Chinese boxes  

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Kunstformen der Natur (1904) by Ernst Haeckel
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Kunstformen der Natur (1904) by Ernst Haeckel

Chinese boxes are a set of boxes of graduated size, each fitting inside the next larger box.

A traditional style in Chinese design, nested boxes have proved a popular packaging option in the West for novelty or display reasons.

The Russian matryoshka doll is a modern interpretation of this form.

As with the above example, such Chinese nested boxes have inspired similar forms of packaging around the world, but also have found use as a figurative description, providing an illustrative example to demonstrate situations of conceptually nested or recursive arrangements.

In literature a Chinese box structure refers to a novel or drama that is told in the form of a narrative inside a narrative (and so on), giving views from different perspectives. Examples include Mary Shelley's 1818 novel Frankenstein and Jostein Gaarder's The Solitaire Mystery.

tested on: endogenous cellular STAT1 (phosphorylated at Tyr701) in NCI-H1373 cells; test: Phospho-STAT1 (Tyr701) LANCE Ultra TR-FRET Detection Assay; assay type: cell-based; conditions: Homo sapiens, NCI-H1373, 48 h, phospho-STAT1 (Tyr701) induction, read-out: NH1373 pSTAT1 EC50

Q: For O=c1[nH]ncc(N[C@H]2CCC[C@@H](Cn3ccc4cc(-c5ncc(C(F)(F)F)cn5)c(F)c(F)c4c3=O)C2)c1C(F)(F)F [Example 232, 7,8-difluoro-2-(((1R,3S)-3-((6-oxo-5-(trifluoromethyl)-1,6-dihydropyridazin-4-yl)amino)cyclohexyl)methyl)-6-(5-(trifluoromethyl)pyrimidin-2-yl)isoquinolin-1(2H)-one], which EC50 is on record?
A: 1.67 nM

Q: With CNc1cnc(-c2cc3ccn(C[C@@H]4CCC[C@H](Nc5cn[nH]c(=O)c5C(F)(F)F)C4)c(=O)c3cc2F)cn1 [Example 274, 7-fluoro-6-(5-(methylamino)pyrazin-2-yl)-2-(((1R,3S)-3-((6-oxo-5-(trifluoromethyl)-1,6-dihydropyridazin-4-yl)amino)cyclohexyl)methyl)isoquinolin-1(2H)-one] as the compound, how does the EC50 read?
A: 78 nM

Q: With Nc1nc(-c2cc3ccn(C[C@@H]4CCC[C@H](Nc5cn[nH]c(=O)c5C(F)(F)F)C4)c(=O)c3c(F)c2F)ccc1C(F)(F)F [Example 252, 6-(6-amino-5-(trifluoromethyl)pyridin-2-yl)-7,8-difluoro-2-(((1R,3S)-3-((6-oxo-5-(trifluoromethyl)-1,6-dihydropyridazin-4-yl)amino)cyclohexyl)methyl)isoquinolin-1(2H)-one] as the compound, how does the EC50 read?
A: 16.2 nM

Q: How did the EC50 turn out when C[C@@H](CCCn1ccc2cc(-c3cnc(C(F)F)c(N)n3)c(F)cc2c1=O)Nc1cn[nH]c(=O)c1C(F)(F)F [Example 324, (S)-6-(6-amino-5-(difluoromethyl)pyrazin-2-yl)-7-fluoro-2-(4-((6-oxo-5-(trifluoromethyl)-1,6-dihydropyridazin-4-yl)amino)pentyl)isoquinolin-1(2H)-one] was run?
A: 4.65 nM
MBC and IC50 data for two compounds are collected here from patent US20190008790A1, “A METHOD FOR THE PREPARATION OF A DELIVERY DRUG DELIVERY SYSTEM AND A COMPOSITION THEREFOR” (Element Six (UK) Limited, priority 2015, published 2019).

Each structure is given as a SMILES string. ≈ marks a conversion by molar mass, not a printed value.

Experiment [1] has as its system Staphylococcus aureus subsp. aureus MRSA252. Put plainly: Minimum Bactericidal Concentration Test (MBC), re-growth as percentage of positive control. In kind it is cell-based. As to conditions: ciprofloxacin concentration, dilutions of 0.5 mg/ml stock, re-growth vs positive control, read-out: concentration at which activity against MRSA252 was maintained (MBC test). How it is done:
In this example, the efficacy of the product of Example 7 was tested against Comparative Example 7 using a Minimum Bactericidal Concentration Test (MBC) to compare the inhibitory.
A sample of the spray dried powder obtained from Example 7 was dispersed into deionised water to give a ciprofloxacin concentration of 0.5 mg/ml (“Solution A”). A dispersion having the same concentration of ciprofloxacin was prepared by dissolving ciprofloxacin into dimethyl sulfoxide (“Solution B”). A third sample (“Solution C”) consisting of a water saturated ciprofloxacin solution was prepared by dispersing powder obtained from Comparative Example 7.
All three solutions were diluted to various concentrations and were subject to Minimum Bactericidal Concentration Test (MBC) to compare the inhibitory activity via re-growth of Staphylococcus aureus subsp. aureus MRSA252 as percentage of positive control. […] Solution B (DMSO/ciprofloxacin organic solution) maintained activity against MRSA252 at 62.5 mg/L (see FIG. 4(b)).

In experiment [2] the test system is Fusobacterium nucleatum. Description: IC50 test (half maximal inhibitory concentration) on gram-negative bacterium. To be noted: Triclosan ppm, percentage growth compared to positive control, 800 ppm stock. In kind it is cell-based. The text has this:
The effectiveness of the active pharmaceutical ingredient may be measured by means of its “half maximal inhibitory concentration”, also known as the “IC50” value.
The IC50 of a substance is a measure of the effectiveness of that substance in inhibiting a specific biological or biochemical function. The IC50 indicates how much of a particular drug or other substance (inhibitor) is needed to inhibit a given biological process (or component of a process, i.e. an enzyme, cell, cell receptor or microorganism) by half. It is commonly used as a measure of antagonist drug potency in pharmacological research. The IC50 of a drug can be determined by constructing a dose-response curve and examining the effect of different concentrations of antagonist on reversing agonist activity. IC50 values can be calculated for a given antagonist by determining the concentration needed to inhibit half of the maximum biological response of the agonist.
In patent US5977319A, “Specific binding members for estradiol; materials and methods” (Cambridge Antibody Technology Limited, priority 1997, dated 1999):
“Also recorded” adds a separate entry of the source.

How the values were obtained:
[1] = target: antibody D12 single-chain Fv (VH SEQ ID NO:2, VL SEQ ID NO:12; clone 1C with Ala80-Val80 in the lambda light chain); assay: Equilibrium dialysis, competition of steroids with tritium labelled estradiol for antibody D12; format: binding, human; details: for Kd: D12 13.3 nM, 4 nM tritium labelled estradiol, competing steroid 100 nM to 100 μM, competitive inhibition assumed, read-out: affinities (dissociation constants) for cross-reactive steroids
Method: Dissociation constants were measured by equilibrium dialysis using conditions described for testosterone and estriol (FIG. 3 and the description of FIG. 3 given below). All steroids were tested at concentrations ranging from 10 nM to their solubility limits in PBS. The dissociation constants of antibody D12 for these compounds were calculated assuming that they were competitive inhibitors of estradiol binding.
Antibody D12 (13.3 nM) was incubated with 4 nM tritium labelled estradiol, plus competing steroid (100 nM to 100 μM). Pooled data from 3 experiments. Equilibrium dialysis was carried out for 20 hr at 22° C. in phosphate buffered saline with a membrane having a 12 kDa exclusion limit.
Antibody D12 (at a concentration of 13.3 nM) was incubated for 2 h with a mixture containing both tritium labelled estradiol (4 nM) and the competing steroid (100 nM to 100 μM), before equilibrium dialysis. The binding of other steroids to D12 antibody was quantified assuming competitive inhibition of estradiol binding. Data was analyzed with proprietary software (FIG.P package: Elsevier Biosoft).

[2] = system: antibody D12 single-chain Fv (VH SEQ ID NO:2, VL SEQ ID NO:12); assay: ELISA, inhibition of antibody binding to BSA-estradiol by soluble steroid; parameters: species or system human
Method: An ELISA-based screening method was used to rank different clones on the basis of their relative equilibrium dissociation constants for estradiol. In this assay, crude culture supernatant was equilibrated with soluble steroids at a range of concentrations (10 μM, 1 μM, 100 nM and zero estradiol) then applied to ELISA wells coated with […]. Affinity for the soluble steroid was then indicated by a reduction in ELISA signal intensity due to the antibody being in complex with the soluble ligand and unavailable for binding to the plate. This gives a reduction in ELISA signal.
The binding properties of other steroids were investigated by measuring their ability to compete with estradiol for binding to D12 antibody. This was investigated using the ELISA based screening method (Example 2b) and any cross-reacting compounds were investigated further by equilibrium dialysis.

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Unless indicated otherwise, the text in this article is either based on Wikipedia article "Chinese boxes" or another language Wikipedia page thereof used under the terms of the GNU Free Documentation License; or on original research by Jahsonic and friends. See Art and Popular Culture's copyright notice.

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